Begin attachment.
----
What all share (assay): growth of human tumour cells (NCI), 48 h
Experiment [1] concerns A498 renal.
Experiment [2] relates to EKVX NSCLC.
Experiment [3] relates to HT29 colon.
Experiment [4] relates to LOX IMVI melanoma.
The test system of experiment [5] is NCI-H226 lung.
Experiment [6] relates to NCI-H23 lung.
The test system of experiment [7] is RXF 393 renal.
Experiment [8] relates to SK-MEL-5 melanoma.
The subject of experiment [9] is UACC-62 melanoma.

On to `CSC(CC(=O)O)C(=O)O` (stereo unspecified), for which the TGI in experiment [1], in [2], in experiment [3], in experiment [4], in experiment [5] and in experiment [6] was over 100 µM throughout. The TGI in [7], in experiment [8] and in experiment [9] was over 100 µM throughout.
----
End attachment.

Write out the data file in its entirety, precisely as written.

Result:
What all share (assay): growth of human tumour cells (NCI), 48 h
Experiment [1] concerns A498 renal.
Experiment [2] relates to EKVX NSCLC.
Experiment [3] relates to HT29 colon.
Experiment [4] relates to LOX IMVI melanoma.
The test system of experiment [5] is NCI-H226 lung.
Experiment [6] relates to NCI-H23 lung.
The test system of experiment [7] is RXF 393 renal.
Experiment [8] relates to SK-MEL-5 melanoma.
The subject of experiment [9] is UACC-62 melanoma.

On to `CSC(CC(=O)O)C(=O)O` (stereo unspecified), for which the TGI in experiment [1], in [2], in experiment [3], in experiment [4], in experiment [5] and in experiment [6] was over 100 µM throughout. The TGI in [7], in experiment [8] and in experiment [9] was over 100 µM throughout.